Top 10 International Travel Precautions
Written by: Catalogs.com Editorial Staff
April 13, 2011
Filed Under Vacations
Contributed by Marnely Rodriguez, Catalogs.com Top 10 Guru
Traveling internationally can be both fun but a bit daunting at times.
Not knowing the language of the country doesn’t help, so make sure to learn a few key phrases to get you started or assist you in any emergency.
From there, use these top ten international travel precautions to stay safe and get the most out of your adventure:
10. Avoiding jet lag
Jet Lag, caused by the crossing over to a different time zone develops fatigue, insomnia, anxiety and more if not prevented properly. Some ways to prepare when traveling across two or more time zones are:
• Avoid Alcohol, which causes dehydration, making your body struggle with the jet lag
• Avoid Caffeine before or during the flight, as it will disrupt sleeping patterns
• Drink Water! Hydration is key to avoiding jet lag, so make sure you fill up
• Wear comfortable clothing, specially breathable fabrics like loose cotton pants
9. Travel insurance
When traveling internationally it’s important to sign up with a medical travel insurance plan to cover any emergencies that may arise during your trip. This will avoid expensive costs overseas, specifically on overnight hospital stays and medication that might not be readily available.
8. Trip protection
International trips normally have various stops, arriving at one airport and departing from a different city. Trip Protection allows you to have some leeway in case you need to change a date or cancel a flight. By paying a small amount, you are allowed changes with no extra charges.
7. Copy of valuable documents
Leave a photocopy of your Visas, Passport and any other travel documents at home as well as have an extra copy on hand just in case your documents are misplaced or stolen. Another option is to keep a copy of everything on a reliable flashdrive or two, for quick and easy reprints if needed.
6. Power adapters that work
Many American travelers don’t realize that electricity in other countries might not work with their phones, computers or other electronics. Plugging in without a convertor could fry your powered goodies, or even start a fire. Make sure you take a reliable international power convertor with you (they tend to be very expensive abroad), and check with your hotel to make sure it and your electronics can be used safely.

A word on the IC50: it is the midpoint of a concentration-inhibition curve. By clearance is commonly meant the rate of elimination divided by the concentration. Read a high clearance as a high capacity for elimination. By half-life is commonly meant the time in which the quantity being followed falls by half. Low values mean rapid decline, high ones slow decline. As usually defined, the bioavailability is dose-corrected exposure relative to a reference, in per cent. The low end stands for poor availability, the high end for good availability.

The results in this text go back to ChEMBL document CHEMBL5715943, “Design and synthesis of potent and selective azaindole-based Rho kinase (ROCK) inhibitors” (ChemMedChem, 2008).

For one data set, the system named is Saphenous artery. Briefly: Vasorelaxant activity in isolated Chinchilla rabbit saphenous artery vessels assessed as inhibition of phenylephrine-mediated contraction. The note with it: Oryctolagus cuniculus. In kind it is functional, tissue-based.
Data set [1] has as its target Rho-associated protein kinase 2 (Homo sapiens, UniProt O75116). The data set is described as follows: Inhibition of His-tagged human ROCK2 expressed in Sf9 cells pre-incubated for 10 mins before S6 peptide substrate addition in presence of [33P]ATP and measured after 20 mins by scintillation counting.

5. Printed address
When you’re traveling to a country where you don’t speak the language, have the address of your hotel printed in the language spoken there on a small card, so that if you ever get lost you have a sure fire way to get to your destination.
4. Know the culture
Be aware of the culture and treat the locals with respect. Know how to greet strangers as to not offend anyone and learn a few key phrases that will allow you to communicate with more than hand gestures. Locals appreciate the fact of you trying to speak their language and will be more willing to help you.
3. Emergency contact
If traveling alone, it is always a good idea to have both an emergency contact in the country you are in, as well as one back home. Someone close will be able to help you quicker. Your contact back home should be someone you are in touch with on a daily basis that knows your itinerary in case you go missing or if you need to be contacted immediately.
2. Travel light
Traveling light is probably the most underrated precaution but remember this: the more bags you carry with, the more you’ll have to keep track of. Travel with a carry-on or backpack at most or share one piece of luggage with another person. It’s easier to see the sights and to move around, plus you won’t be exhausted after carrying that heavy suitcase across the city.
1. Common sense
Be aware of your surroundings and if you ever have that gut feeling that a situation is not safe, be smart about it and try to get out of it as soon as possible. Your gut instinct is almost never wrong! Know your boundaries and limits as a tourist and you should be fine.
When traveling internationally, remember that safety is always first but don’t forget to relax and have fun! Enjoy the sights, walk the road less traveled and taste new flavors!